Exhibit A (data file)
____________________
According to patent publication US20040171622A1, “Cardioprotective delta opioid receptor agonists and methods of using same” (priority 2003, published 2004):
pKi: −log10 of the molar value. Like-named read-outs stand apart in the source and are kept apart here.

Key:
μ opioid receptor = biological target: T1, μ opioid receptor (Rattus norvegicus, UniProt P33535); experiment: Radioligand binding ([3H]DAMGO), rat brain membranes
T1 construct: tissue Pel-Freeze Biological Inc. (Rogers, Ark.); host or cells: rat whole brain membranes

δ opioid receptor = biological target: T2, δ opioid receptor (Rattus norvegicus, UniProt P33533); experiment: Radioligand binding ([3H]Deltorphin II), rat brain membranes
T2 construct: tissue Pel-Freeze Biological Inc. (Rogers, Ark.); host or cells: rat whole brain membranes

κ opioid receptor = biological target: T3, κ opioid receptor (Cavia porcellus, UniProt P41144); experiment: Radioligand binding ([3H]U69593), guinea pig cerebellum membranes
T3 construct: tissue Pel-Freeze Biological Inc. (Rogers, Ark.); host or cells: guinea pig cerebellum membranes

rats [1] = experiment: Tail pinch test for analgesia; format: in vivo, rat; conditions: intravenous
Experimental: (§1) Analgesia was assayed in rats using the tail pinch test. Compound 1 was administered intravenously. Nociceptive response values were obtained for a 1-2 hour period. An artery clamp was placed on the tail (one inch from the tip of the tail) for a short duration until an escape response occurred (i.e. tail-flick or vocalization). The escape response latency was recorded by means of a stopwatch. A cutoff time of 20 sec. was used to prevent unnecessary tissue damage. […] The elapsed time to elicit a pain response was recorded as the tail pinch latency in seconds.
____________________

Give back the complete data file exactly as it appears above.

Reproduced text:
According to patent publication US20040171622A1, “Cardioprotective delta opioid receptor agonists and methods of using same” (priority 2003, published 2004):
pKi: −log10 of the molar value. Like-named read-outs stand apart in the source and are kept apart here.

Key:
μ opioid receptor = biological target: T1, μ opioid receptor (Rattus norvegicus, UniProt P33535); experiment: Radioligand binding ([3H]DAMGO), rat brain membranes
T1 construct: tissue Pel-Freeze Biological Inc. (Rogers, Ark.); host or cells: rat whole brain membranes

δ opioid receptor = biological target: T2, δ opioid receptor (Rattus norvegicus, UniProt P33533); experiment: Radioligand binding ([3H]Deltorphin II), rat brain membranes
T2 construct: tissue Pel-Freeze Biological Inc. (Rogers, Ark.); host or cells: rat whole brain membranes

κ opioid receptor = biological target: T3, κ opioid receptor (Cavia porcellus, UniProt P41144); experiment: Radioligand binding ([3H]U69593), guinea pig cerebellum membranes
T3 construct: tissue Pel-Freeze Biological Inc. (Rogers, Ark.); host or cells: guinea pig cerebellum membranes

rats [1] = experiment: Tail pinch test for analgesia; format: in vivo, rat; conditions: intravenous
Experimental: (§1) Analgesia was assayed in rats using the tail pinch test. Compound 1 was administered intravenously. Nociceptive response values were obtained for a 1-2 hour period. An artery clamp was placed on the tail (one inch from the tip of the tail) for a short duration until an escape response occurred (i.e. tail-flick or vocalization). The escape response latency was recorded by means of a stopwatch. A cutoff time of 20 sec. was used to prevent unnecessary tissue damage. […] The elapsed time to elicit a pain response was recorded as the tail pinch latency in seconds.